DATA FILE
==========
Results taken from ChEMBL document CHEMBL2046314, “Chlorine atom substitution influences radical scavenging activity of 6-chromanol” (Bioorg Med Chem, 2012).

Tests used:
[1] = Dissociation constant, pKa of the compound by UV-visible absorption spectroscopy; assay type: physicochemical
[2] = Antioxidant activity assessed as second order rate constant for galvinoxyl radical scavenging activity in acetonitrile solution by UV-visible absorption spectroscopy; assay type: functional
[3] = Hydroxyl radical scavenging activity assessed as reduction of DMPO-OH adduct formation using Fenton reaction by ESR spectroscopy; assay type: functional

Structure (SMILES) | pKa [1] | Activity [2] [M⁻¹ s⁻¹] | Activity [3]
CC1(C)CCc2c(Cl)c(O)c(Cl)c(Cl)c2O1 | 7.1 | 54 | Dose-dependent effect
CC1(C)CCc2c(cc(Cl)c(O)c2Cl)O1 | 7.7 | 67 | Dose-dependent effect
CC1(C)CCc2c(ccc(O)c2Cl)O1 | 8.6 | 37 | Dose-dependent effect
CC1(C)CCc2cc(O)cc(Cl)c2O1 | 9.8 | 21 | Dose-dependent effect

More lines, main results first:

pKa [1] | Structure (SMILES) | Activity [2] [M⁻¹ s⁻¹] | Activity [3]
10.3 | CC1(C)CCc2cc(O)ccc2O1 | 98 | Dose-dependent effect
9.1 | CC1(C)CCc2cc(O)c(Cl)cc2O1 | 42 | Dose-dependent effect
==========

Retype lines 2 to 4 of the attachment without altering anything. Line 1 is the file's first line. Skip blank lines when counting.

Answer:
Tests used:
[1] = Dissociation constant, pKa of the compound by UV-visible absorption spectroscopy; assay type: physicochemical
[2] = Antioxidant activity assessed as second order rate constant for galvinoxyl radical scavenging activity in acetonitrile solution by UV-visible absorption spectroscopy; assay type: functional